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I don't know an easy way to calculate it on paper, so I asked my computer to do it for me and it gave 4.700277693455794e-9 for the first one and 5.627572299115469e-9 for the second one (the rationals have quite large numerators and denominators).

I guess you're more interested in the how than the what, though.

if you did that thirteen times then it comes to 1/169000000000 chance, the chance of winning the lottery is 1/(1.4x10^51). That is an impressive pll skip scenario if it did happen

ok this isnt bs i actually did do it and i should've turned my camera on. it doesnt matter if you believe me cause i wouldnt even believe it. lol hope i didnt upset any1

In an average of N, the streak of 13 can start at N-13 'points'. So the probability of getting a streak of 13 in an average of N is 1/6^13*(N-13). That means to have just a 1% chance you need to do 13 MILLION solves.

The streak of 13 or more is a bit trickier. That requires adding all the possible streaks from 13-N together, giving us the following sequence:

Sum(X from 13 to N) 1/6^X*(N-X)

I don't know of any algebraic way to calculate that (I'm not even sure it exists), but using some computer programming I generated this graph:

Calculate the probability of 13 PLL skips in 100 solves (not too hard), then multiply by the number of permutations of 100 solves (100!), and divide by the number of permutations that have those 13 skips adjacent to one other.

Computation left as an exercise for the student. ;-)

Where:
100(1/6)^13 = P(13 skips in 100)
100! = permutations of 100 solves
13! = permutations of the 13 skips
(100-13)! = permutations of the non skips
(100-13) = the number of places in the 100 solves where your streak could occur

Actually, that result is greater than 1, so there's a problem in there somewhere.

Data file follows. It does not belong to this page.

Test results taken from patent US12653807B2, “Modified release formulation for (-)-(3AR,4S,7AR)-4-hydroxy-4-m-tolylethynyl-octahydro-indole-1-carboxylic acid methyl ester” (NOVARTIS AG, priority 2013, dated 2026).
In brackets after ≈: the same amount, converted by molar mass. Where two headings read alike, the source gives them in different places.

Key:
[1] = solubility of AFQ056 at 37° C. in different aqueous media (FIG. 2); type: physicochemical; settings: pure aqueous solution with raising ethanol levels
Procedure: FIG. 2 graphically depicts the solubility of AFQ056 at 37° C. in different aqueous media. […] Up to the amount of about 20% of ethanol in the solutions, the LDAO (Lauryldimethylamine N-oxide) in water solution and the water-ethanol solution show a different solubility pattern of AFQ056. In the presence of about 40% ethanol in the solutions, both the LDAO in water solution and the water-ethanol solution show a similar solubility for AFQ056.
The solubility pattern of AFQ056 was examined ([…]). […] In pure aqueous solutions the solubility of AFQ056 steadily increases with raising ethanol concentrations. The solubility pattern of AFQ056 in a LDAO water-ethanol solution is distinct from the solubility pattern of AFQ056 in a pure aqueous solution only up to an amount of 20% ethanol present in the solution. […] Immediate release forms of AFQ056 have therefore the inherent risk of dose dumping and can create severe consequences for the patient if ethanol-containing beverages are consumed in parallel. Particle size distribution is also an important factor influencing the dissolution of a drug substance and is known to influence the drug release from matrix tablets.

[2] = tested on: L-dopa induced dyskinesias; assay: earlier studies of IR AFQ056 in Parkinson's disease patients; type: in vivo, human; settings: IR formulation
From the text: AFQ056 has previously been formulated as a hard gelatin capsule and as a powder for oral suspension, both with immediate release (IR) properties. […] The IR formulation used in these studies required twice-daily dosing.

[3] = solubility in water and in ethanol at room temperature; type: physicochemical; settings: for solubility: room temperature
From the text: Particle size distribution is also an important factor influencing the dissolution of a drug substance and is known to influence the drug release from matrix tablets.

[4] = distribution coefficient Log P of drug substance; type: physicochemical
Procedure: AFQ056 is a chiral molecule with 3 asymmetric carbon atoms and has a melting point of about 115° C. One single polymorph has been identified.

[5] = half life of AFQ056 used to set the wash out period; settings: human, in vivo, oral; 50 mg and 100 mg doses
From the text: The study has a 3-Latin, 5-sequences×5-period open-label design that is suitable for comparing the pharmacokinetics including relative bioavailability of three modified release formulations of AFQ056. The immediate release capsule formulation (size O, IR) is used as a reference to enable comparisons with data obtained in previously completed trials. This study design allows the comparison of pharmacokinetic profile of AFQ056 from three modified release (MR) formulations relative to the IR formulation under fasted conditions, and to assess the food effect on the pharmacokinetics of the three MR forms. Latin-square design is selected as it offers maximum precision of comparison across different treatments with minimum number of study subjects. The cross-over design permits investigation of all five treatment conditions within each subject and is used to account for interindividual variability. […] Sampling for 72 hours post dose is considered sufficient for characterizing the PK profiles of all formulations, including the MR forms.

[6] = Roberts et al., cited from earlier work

Edit2: My denominator doesn't force the skips to be adjacent

Calculate the probability of 13 PLL skips in 100 solves (not too hard), then multiply by the number of permutations of 100 solves (100!), and divide by the number of permutations that have those 13 skips adjacent to one other.

Calculate the probability of 13 PLL skips in 100 solves (not too hard), then multiply by the number of permutations of 100 solves (100!), and divide by the number of permutations that have those 13 skips adjacent to one other.

I suggest you follow Rune's advice and think it over. Independent of how you arrived at your number, do you not realize how tiny it is? Like I said earlier, it would pretty much mean that nobody ever won the lottery. If every person had lived since the big bang and filled out 1 lottery ticket every second, the probability that anyone ever won would still be almost zero. You gotta be kidding me.

The probabiltiy is about 5.627572299*10^-9 to get at least 13 PLL skips in a row within 100 which as almost exactly 73.5 times more than 1/6^13.

I do not think there is a closed expression for the result. You can describe the process by a Markov Chain with 14 states (for 0 to 13 skips in a row) and a 14x14 transition matrix. The 100 th power of this matrix gives the desired result.